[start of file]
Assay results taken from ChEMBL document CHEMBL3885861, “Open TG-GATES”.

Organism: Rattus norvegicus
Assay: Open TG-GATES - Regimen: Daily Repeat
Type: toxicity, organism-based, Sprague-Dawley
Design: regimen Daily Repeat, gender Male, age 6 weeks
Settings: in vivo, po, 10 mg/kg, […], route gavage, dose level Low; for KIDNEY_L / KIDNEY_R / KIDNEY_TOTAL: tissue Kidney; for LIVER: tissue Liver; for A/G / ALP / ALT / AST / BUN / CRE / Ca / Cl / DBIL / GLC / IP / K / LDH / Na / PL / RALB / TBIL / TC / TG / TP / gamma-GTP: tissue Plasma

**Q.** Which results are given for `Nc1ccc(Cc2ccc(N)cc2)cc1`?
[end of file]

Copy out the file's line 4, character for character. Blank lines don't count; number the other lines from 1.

Type: toxicity, organism-based, Sprague-Dawley